PNC Bank and the National Community Reinvestment Coalition (NCRC) announced today the creation of a four-year, $88 billion community benefits plan that will increase financial resources to low- and moderate-income (LMI) people and communities across the bank’s entire national footprint.

The plan, based on discussions between the bank, NCRC and its community-based members, is the largest commitment ever pledged by a bank to the communities where it takes deposits. Since 2016, NCRC has facilitated similar community benefits agreements with 15 bank groups worth a combined $298 billion for lending, investments and philanthropy.

The PNC plan’s goals include:

  • $47 billion for home purchase mortgage loans to people and communities of color, and borrowers and neighborhoods with LMI.
  • $26.5 billion for lending to small businesses in communities that are majority people of color and/or experiencing LMI.
  • $14.5 billion in community development lending and investment (CDLI) that will include investments into housing tax credit programs, Opportunity Zone investments, economic empowerment and social justice initiatives, as well as loans and investments to CDFIs.

“We appreciate the leadership and commitment of PNC Bank to collaborate with us and our members to develop the largest-to-date community benefits plan,” said NCRC CEO Jesse Van Tol. “This plan is a significant commitment by one of the largest banks in the nation to increase investments, services and loans for low- and moderate-income communities and neighborhoods of color. It’s rewarding and makes me hopeful when institutions and communities can come together like this to make a meaningful commitment that’s intended to have a lasting impact on lives, families and neighborhoods.”

Under the plan, the bank also committed to increase its spending with diverse suppliers by 20%, while also increasing the number of suppliers of color the bank works with over the plan’s four-year period. PNC will also form a sixteen-member Community Advisory Council that will meet semi-annually to review and discuss PNC’s progress towards the goals and objectives of this plan, as well as emerging areas of community need during the plan period.

“For over three decades, I have been fond of saying, ‘Banks are our neighborhoods’ best hope.’ The PNC plan directly responds to that hope,” said NCRC President and Founder John Taylor. “It will provide a much-needed influx of investment into critical programs that improve affordable housing, mortgage lending, small business development and economic development projects for low- and moderate-income people and neighborhoods coast-to-coast. This plan would have been impossible without the clear and unwavering commitment of PNC CEO Bill Demchak and other executive leadership at the bank, as well as the critical role our local community members played in our discussions with the bank.”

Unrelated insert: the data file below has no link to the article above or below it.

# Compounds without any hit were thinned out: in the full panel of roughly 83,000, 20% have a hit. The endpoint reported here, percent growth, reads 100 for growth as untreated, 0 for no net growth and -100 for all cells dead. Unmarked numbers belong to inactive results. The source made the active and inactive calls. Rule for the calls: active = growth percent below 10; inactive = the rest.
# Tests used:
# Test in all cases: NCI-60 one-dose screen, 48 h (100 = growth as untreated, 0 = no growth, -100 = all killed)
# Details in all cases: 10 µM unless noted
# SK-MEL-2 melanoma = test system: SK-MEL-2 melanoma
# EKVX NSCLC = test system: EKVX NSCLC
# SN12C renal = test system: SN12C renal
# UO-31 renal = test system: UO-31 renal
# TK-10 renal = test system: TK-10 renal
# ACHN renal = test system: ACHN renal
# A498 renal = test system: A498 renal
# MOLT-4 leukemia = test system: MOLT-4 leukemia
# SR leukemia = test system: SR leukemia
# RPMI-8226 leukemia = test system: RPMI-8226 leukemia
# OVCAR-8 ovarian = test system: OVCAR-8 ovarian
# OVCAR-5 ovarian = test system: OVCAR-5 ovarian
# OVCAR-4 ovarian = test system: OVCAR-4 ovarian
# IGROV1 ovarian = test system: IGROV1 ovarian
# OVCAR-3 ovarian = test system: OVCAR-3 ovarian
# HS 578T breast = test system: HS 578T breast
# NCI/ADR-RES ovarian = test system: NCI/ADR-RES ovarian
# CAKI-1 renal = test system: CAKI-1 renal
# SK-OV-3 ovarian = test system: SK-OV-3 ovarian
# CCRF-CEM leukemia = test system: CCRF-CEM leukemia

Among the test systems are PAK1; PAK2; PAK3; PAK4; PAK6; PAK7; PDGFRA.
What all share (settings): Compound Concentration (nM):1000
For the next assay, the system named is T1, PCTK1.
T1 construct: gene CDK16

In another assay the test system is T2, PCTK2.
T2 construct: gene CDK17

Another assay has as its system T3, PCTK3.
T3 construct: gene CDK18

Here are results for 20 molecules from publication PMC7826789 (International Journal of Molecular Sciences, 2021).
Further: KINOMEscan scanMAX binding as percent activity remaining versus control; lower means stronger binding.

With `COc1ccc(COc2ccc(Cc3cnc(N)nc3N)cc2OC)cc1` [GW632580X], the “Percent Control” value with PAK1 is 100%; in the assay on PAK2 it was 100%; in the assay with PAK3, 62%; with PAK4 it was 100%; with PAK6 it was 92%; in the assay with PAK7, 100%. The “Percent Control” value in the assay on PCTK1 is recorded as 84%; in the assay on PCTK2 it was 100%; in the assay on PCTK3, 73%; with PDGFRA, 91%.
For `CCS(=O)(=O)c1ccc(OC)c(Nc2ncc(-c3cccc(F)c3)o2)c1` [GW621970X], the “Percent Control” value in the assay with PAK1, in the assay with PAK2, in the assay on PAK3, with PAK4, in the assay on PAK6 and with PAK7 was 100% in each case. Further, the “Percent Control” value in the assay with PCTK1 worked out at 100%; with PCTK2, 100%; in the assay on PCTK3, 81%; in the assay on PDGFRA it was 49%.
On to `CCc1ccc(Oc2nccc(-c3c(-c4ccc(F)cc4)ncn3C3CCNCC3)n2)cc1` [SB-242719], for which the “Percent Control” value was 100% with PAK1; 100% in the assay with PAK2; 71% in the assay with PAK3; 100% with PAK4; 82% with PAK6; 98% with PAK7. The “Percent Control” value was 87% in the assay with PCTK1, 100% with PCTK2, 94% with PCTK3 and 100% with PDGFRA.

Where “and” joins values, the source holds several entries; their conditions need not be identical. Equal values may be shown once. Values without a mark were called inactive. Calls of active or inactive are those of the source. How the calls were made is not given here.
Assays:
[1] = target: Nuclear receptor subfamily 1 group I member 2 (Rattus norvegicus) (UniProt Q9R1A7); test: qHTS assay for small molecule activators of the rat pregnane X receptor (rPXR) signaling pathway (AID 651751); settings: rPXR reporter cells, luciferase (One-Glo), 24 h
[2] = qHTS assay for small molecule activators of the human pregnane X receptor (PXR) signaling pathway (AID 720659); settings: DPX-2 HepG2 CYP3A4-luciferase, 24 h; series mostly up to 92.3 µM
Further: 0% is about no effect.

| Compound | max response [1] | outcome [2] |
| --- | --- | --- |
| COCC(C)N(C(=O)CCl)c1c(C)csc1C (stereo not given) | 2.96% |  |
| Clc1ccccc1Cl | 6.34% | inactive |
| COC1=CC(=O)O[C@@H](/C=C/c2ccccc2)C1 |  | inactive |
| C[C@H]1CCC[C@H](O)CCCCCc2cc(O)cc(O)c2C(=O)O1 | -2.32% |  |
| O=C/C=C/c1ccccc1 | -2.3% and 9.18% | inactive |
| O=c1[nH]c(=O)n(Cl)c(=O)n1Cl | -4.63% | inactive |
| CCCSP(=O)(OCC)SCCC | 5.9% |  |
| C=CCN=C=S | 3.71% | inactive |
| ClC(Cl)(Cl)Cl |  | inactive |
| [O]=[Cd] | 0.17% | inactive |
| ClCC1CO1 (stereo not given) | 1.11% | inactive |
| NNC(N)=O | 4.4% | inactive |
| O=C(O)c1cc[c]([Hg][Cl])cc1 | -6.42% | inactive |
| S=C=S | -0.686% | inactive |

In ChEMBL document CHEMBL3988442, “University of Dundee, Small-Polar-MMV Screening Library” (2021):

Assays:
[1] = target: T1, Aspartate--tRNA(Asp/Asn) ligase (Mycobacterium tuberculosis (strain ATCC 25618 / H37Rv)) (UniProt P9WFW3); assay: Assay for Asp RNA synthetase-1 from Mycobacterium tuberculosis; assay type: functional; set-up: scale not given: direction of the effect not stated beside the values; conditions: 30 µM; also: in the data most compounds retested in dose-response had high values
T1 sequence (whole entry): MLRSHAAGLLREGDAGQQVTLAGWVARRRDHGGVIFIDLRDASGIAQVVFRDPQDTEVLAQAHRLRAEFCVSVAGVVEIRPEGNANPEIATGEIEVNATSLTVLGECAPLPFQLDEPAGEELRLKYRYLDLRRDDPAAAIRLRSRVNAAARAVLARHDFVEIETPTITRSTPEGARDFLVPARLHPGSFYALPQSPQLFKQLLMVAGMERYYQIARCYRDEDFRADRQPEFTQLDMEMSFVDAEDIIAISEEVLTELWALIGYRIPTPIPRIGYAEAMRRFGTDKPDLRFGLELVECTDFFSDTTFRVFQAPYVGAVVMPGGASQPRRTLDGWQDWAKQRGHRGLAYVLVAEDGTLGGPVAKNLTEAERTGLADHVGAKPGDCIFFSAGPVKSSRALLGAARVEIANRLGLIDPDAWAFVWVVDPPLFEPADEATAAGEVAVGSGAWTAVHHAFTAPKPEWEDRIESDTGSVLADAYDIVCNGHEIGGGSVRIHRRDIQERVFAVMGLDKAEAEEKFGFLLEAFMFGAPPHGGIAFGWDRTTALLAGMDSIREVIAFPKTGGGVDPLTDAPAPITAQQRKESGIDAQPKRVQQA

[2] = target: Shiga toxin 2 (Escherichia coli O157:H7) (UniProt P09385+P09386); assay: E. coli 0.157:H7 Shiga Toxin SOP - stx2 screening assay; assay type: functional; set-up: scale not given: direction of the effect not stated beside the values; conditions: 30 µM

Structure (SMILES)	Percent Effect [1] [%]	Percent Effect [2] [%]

“As a Main Street bank, we believe that our success will be proportional to the prosperity we help create for our stakeholders,” said PNC chairman, president and CEO Bill Demchak. “This plan reflects that belief and builds on our longstanding commitment to provide economic opportunity for all individuals and communities we serve, as reflected in PNC Bank’s and BBVA USA’s overall ‘Outstanding’ Community Reinvestment Act (CRA) ratings in each of our organizations’ most recent evaluations.”

“The California Reinvestment Coalition and The Greenlining Institute applaud NCRC’s leadership and staff for this plan, which we believe creates win-win opportunities for our communities and for PNC. Both CRC and Greenlining, as well as our members, are pleased to have worked with NCRC to develop this community benefits plan. If it were not for NCRC and its members, this plan would not have been possible. We look forward to PNC establishing and meeting ambitious lending and investment benchmarks that will create stability and wealth-building opportunities for California’s diverse homebuyers, renters, small businesses and communities.” Kevin Stein, Deputy Director, California Reinvestment Coalition and NCRC Board Member; Adam Briones, Director of Economic Equity, The Greenlining Institute, and Rawan Elhalaby, Senior Economic Equity Program Manager, The Greenlining Institute.

Organizations Supporting The Community Benefits Plan:

Access Plus Capital

Acts Housing

Affordable Housing Centers of Pennsylvania

African Diaspora Directorate

Alabama NAACP


Bainbridge Group Inc.

Berks Latino Workforce Development Corp.

Birmingham Business Resource Center

Building Alabama Reinvestment

California Reinvestment Coalition

Catalyst Miami


Central Baptist Community Development Corporation

Centre for Homeownership & EDC